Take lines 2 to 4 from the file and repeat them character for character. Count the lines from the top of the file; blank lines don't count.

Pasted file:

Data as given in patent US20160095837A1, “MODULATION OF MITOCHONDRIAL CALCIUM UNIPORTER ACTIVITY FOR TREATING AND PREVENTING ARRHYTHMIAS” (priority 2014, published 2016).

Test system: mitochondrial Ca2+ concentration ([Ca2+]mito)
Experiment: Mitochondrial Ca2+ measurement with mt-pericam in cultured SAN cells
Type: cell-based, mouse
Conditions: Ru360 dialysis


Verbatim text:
Test system: mitochondrial Ca2+ concentration ([Ca2+]mito)
Experiment: Mitochondrial Ca2+ measurement with mt-pericam in cultured SAN cells
Type: cell-based, mouse